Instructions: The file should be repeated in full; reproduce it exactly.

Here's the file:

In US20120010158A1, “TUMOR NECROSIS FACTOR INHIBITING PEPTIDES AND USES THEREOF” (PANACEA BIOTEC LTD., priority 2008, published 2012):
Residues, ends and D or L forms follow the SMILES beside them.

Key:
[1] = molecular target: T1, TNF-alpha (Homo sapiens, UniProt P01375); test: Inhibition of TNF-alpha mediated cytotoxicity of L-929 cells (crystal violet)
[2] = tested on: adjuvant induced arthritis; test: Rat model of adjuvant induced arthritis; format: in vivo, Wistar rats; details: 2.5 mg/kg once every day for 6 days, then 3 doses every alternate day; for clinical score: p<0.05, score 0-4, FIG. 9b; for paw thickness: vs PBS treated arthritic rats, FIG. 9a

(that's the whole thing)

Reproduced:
In US20120010158A1, “TUMOR NECROSIS FACTOR INHIBITING PEPTIDES AND USES THEREOF” (PANACEA BIOTEC LTD., priority 2008, published 2012):
Residues, ends and D or L forms follow the SMILES beside them.

Key:
[1] = molecular target: T1, TNF-alpha (Homo sapiens, UniProt P01375); test: Inhibition of TNF-alpha mediated cytotoxicity of L-929 cells (crystal violet)
[2] = tested on: adjuvant induced arthritis; test: Rat model of adjuvant induced arthritis; format: in vivo, Wistar rats; details: 2.5 mg/kg once every day for 6 days, then 3 doses every alternate day; for clinical score: p<0.05, score 0-4, FIG. 9b; for paw thickness: vs PBS treated arthritic rats, FIG. 9a